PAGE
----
Eucleian Society

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The Eucleian Society was a student literary society begun at New York University in 1832.[1] According to New York University records, it ceased to exist around the 1940s.[1]

The society was dedicated to furthering the literary arts. Members held hour-long debates, preceded by readings of essays, orations, and poems. The Eucleian Society published orations and poems delivered by guest speakers at annual or anniversary meetings. In the 20th century, the Eucleians published three literary magazines: The Knickerbocker, The Medley, and The Geyser.[1]

Origins[edit]

Eucleian Meeting Parlor, 1830s

In 1832 sixteen students began the Eucleian Society at New York University, originally under the name "Adelphic Society". After debate the name Eucleian was chosen in honor of Eukleia- εὔκλεια, the Goddess of Repute, Glory and War, associated with Artemis, the Goddess of the Hunt and protector of women and children.[2] The society had as a rival, the Philomathean Society at New York University.[3] While both societies forbade membership in their rival society, early records show that members were sometimes punished when discovered to be holding mutual membership and a few resigned to join the rival society.

During the period of its founding, student societies such as Eucleian Society collected their own libraries and augmented their instruction by employing the noted minds of their day. Literary and debate societies offered a departure from the learn-by-rote instruction that prevailed in much of university instruction. Benefiting from a trust formed by A. Ogden Butler and family, the organization had a stable source of funding.[4] The Eucleian Society provided its membership at NYU with a library and augmented student instruction. The University gave the society its own rooms at the Main University Building. The Eucleian Meeting Parlor was said to be "fitted up in a style of taste and elegance highly creditable to the young gentlemen members."[citation needed]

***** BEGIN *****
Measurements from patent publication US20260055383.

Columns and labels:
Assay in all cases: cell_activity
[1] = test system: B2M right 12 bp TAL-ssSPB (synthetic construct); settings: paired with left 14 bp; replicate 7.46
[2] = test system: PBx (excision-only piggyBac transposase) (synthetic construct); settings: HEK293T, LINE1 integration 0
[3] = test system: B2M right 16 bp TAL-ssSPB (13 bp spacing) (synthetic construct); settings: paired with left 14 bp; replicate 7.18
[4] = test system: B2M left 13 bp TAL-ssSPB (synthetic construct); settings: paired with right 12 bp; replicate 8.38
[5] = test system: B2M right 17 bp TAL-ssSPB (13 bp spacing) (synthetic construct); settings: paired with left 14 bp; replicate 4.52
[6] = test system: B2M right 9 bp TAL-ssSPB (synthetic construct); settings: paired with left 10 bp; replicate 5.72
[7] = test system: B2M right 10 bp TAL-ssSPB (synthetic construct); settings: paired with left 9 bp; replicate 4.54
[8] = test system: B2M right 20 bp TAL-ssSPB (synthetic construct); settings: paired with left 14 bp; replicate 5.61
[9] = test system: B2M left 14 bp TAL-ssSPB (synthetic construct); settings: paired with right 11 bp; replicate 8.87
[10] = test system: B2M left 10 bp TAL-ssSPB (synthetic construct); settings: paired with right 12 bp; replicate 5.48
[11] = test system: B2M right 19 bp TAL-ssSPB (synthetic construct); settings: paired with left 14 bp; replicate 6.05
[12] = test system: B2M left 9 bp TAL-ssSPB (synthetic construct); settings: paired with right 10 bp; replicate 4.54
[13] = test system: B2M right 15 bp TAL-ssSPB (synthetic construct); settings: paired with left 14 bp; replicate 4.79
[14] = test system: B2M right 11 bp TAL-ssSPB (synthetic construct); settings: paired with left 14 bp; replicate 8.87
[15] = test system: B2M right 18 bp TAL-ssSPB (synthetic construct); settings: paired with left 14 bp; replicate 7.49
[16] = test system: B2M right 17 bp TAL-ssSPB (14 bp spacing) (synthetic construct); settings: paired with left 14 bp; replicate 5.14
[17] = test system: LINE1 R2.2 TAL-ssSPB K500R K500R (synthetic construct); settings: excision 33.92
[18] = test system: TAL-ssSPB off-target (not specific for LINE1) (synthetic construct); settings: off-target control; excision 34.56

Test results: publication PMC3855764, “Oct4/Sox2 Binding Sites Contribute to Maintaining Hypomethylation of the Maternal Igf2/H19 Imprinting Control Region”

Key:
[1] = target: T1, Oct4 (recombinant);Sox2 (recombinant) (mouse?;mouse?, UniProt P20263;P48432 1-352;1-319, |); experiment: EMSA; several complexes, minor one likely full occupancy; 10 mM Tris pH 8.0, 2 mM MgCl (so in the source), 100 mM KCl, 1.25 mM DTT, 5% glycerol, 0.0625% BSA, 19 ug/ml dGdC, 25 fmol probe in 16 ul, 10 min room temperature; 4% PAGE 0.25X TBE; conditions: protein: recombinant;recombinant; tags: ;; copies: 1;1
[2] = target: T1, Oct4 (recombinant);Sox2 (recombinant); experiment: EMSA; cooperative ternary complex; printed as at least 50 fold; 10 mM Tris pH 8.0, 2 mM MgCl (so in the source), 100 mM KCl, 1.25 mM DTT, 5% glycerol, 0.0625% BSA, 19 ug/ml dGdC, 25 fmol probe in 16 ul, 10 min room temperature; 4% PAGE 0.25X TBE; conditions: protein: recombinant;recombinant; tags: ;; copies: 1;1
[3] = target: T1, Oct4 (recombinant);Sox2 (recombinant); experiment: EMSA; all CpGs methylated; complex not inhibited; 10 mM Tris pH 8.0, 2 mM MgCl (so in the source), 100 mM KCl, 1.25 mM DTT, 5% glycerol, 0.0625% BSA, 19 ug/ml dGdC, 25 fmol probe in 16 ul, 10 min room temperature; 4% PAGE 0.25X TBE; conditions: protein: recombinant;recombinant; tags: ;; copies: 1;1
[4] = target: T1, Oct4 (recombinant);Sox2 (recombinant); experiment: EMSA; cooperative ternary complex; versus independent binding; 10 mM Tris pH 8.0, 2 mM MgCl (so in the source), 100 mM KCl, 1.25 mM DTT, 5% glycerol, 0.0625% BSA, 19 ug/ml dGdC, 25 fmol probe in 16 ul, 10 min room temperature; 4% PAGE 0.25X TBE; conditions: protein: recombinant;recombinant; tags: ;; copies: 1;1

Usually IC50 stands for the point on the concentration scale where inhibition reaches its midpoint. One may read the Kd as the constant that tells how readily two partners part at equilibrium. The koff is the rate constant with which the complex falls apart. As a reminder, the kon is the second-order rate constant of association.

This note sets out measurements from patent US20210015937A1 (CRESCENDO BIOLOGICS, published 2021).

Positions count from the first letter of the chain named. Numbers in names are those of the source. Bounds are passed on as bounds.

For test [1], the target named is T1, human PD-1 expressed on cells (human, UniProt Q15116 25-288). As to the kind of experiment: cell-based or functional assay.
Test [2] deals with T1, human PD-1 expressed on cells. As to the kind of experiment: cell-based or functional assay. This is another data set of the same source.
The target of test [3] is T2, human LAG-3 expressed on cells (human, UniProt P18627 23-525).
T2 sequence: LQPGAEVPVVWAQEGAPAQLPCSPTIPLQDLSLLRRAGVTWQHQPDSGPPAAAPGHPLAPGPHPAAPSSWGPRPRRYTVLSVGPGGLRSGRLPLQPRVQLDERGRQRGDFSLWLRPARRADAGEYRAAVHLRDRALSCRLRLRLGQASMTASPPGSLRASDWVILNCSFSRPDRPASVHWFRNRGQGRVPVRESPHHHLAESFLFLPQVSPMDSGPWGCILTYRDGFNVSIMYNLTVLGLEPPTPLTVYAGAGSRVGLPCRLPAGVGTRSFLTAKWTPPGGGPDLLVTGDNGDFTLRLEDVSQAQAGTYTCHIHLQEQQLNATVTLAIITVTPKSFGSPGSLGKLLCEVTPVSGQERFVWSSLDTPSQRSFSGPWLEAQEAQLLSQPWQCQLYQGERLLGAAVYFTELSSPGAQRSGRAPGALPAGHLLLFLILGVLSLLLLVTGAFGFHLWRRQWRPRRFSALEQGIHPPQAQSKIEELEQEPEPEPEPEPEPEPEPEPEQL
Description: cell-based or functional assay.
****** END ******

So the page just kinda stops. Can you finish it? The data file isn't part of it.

Culture[edit]

Eucleian and Philomathean joint meeting, Edgar Allan Poe as lecturer 1840s

On occasion Eucleians hosted open forums for important topics of the day, inviting lecturers of great popularity and fame. Edgar Allan Poe, who lived in New York City, was a guest reciter at at least one Eucleian and Philomathean society joint meeting.[5][6] Politics, current affairs, literature (especially the Gothic and Romantic popular in the era), and university events seems to have been the most popular topics for internal essays, orations and discussions. Until the turn of the 20th century, officers of the Eucleians also gave public speeches at commencement, apparently occupying a central position in those functions.

In the 20th century, the Eucleians published three literary magazines: The Knickerbocker, The Medley, and The Geyser.[1] The Knickerbocker, although bearing the same title as the commercial magazine The Knickerbocker launched in 1833, was a student magazine launched in the turn of the 20th century and apparently only published twice, March 1900 and January 1901.[7][8]

In the late 1930s and 1940s the society became increasingly separate from the university despite having on-campus accommodations. Numbers in the organization dwindled in the 1940s as a result of World War II. Another cause for Eucleian’s lower profile seems to have been the perception of elitism by other NYU students. A quip in a yearbook of the era describes Eucleian as having membership that includes “John Quincy Adams, The Rockefellers, and that crowd”.[citation needed] (The organization did consist largely of the social "elite" of the time.) This alleged snobbery also became a theme of self-effacing humor in the diminishing external publications of the society in this era; the society refers to itself, and presumably Andiron Club as "the reclusive old Establishment" in a 1930s NYU yearbook. This tongue-in-cheek reference had to do with the club not taking part as a unit in spirited student games, competitions and hazing of freshmen that occurred in the early fall at NYU.

According to New York University records, the Eucleian Society ceased to exist around the 1940s.[1]

References[edit]